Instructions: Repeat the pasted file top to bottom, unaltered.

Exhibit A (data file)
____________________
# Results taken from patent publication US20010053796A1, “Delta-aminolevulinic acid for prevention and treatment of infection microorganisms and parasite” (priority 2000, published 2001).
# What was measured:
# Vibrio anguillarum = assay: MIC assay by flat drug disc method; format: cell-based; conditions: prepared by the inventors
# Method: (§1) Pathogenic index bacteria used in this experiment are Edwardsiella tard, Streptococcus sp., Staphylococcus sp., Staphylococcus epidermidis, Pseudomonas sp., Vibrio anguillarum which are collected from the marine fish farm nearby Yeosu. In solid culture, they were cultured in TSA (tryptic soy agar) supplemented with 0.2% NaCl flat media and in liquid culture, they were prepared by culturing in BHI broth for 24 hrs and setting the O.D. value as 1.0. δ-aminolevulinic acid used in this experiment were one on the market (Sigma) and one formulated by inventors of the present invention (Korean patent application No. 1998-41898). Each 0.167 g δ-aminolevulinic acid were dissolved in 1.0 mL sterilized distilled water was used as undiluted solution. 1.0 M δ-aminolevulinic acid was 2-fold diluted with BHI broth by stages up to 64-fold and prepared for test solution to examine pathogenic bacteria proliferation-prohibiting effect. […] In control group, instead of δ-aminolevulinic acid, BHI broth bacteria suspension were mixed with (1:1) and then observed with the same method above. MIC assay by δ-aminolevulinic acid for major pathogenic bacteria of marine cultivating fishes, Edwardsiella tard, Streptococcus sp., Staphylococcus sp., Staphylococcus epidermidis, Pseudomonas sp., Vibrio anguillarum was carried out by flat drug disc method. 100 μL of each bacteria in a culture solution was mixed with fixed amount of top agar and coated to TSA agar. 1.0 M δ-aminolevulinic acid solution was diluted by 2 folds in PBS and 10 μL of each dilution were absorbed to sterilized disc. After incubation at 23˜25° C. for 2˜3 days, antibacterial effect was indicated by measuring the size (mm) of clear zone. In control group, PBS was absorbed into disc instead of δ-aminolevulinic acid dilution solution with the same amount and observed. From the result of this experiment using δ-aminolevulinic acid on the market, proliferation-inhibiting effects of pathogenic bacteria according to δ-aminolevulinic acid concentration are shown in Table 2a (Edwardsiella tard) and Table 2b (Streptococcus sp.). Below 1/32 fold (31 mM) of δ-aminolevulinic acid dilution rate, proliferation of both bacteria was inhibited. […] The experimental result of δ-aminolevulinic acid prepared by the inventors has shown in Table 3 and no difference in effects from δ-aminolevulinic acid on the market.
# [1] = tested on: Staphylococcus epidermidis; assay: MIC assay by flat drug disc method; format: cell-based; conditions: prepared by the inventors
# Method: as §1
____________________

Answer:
# Results taken from patent publication US20010053796A1, “Delta-aminolevulinic acid for prevention and treatment of infection microorganisms and parasite” (priority 2000, published 2001).
# What was measured:
# Vibrio anguillarum = assay: MIC assay by flat drug disc method; format: cell-based; conditions: prepared by the inventors
# Method: (§1) Pathogenic index bacteria used in this experiment are Edwardsiella tard, Streptococcus sp., Staphylococcus sp., Staphylococcus epidermidis, Pseudomonas sp., Vibrio anguillarum which are collected from the marine fish farm nearby Yeosu. In solid culture, they were cultured in TSA (tryptic soy agar) supplemented with 0.2% NaCl flat media and in liquid culture, they were prepared by culturing in BHI broth for 24 hrs and setting the O.D. value as 1.0. δ-aminolevulinic acid used in this experiment were one on the market (Sigma) and one formulated by inventors of the present invention (Korean patent application No. 1998-41898). Each 0.167 g δ-aminolevulinic acid were dissolved in 1.0 mL sterilized distilled water was used as undiluted solution. 1.0 M δ-aminolevulinic acid was 2-fold diluted with BHI broth by stages up to 64-fold and prepared for test solution to examine pathogenic bacteria proliferation-prohibiting effect. […] In control group, instead of δ-aminolevulinic acid, BHI broth bacteria suspension were mixed with (1:1) and then observed with the same method above. MIC assay by δ-aminolevulinic acid for major pathogenic bacteria of marine cultivating fishes, Edwardsiella tard, Streptococcus sp., Staphylococcus sp., Staphylococcus epidermidis, Pseudomonas sp., Vibrio anguillarum was carried out by flat drug disc method. 100 μL of each bacteria in a culture solution was mixed with fixed amount of top agar and coated to TSA agar. 1.0 M δ-aminolevulinic acid solution was diluted by 2 folds in PBS and 10 μL of each dilution were absorbed to sterilized disc. After incubation at 23˜25° C. for 2˜3 days, antibacterial effect was indicated by measuring the size (mm) of clear zone. In control group, PBS was absorbed into disc instead of δ-aminolevulinic acid dilution solution with the same amount and observed. From the result of this experiment using δ-aminolevulinic acid on the market, proliferation-inhibiting effects of pathogenic bacteria according to δ-aminolevulinic acid concentration are shown in Table 2a (Edwardsiella tard) and Table 2b (Streptococcus sp.). Below 1/32 fold (31 mM) of δ-aminolevulinic acid dilution rate, proliferation of both bacteria was inhibited. […] The experimental result of δ-aminolevulinic acid prepared by the inventors has shown in Table 3 and no difference in effects from δ-aminolevulinic acid on the market.
# [1] = tested on: Staphylococcus epidermidis; assay: MIC assay by flat drug disc method; format: cell-based; conditions: prepared by the inventors
# Method: as §1